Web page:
Time again to toast the man. A sammich will do.
Welcome to the third annual Michael Day at Tom, Dick & Harry, the day we give our agency a complete name change in honor of our late founder, Michael Herlehy. Hopefully the name swap doesn’t blow up in our faces and cause massive client confusion. But if it does, nobody would be laughing harder than Michael. Below are excerpts from an article that appeared in the Chicago Business Journal shortly after his passing. We reprise it with great respect for his memory and to remind us that it's not the ads we craft that make a difference. Go out there and be a Herlehy today, laughing all the way. And feel free to toast him at lunch with a peanut butter sammich, his favorite. Or chicken fingers. Or mac 'n cheese. No martinis for this ad legend. He always ate like a kid.
FROM THE CHICAGO BUSINESS JOURNAL, MAY 16, 2013, BY LEWIS LAZARE:
"Michael Herlehy, one of Chicago's most ebullient ad people, passed away Monday at the age of 46 from complications related to a long battle with Hodgkin's disease.
Always quick with a big laugh and a quip and a bit of local ad dish, the delightful Herlehy was a creative partner at Tom, Dick & Harry Advertising, a colorfully-named boutique ad shop founded by him and some of his friends and business associates from Cramer-Krasselt/Chicago, where Herlehy previously worked.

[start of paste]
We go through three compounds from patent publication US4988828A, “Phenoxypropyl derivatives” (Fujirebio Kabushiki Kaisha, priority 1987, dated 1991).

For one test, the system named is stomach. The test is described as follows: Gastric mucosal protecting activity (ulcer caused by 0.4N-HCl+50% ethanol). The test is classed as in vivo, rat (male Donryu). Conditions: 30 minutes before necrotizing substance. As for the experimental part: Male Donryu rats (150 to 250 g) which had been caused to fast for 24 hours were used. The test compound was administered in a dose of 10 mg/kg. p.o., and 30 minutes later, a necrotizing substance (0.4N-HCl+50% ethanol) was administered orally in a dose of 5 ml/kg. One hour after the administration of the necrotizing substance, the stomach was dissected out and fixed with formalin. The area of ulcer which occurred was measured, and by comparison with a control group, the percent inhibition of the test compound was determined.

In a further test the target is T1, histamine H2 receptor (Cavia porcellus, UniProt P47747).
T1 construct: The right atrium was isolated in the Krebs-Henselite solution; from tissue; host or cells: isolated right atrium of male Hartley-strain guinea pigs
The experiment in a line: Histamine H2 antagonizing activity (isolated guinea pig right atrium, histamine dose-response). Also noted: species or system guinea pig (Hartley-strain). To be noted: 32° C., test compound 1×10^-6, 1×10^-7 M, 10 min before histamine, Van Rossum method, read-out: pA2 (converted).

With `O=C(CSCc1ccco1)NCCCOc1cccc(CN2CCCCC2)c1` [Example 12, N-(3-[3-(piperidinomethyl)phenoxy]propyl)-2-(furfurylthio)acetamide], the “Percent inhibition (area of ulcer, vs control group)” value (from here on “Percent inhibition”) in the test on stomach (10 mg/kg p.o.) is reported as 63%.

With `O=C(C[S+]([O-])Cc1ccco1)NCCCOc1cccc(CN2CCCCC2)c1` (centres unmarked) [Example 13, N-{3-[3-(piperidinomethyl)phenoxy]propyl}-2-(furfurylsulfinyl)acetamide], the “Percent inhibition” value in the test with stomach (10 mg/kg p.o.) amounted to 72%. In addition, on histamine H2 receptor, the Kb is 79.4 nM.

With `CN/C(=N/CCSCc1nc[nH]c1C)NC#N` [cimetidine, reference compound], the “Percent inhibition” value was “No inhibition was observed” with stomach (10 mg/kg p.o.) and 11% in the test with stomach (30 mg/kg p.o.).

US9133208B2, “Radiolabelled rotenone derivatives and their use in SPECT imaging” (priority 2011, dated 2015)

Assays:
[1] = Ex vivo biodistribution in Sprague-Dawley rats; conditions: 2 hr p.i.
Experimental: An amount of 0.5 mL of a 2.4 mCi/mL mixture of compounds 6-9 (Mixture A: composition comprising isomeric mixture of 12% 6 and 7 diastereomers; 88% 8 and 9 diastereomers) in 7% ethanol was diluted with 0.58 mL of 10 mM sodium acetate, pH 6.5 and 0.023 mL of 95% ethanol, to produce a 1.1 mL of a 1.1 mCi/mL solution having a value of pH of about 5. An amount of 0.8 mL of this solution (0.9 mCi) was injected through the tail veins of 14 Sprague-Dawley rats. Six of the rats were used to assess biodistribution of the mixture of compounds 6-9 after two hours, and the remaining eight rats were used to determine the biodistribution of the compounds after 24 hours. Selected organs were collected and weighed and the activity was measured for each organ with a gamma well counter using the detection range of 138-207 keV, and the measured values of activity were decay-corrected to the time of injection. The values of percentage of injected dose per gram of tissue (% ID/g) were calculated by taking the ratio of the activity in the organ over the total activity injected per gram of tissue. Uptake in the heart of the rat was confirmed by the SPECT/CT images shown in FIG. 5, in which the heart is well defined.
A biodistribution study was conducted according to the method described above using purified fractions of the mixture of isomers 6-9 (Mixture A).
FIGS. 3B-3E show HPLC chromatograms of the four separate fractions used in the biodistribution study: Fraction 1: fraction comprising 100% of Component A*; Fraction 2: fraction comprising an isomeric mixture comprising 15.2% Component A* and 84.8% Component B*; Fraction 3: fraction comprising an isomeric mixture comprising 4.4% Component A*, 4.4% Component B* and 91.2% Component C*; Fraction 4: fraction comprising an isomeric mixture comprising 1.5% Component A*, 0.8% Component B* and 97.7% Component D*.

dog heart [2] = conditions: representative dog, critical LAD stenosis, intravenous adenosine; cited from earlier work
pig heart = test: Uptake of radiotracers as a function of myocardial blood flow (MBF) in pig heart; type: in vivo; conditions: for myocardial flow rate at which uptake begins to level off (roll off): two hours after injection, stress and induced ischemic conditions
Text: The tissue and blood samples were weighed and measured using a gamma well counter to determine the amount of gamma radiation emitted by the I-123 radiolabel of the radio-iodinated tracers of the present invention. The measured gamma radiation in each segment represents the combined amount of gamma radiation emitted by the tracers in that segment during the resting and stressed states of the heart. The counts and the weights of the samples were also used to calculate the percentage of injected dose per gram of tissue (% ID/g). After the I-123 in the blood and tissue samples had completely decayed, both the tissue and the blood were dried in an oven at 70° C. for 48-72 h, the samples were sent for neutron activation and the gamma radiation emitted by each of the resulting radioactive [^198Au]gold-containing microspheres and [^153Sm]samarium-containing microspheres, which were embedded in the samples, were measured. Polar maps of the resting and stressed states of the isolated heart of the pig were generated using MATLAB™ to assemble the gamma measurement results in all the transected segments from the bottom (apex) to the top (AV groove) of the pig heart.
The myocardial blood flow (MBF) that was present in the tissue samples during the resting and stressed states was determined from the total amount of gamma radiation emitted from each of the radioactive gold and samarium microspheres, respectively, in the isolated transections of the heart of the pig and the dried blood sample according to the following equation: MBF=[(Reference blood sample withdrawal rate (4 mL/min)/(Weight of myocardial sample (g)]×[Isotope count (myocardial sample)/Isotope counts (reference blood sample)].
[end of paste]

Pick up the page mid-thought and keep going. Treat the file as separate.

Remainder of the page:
Though TD&H started with no clients and little money, his partners at the shop say he was a constant inspiration that helped them keep going in the early days. On the infrequent occasions when the phone at TD&H's first humble office did ring, Herlehy would reach for it and say: "Tom, Dick & Harry. Sorry, no Toms, Dicks or Harrys here, but hey, I'm Michael."
Herlehy first broke into advertising at Saatchi & Saatchi/New York, and then moved to Lord Dentsu & Partners. He grew weary of the ad scene in the Big Apple, however, and came to work for a small Chicago agency, where he developed a cult-like status when he created an award-winning self-promotion piece about his desire to flee the shop.
Of course, his boss found out about the ad and promptly fired Herlehy, who landed on his feet at the Hoffman York shop in Milwaukee, where he would stay until he came back to Chicago for a creative department job at Cramer-Krasselt."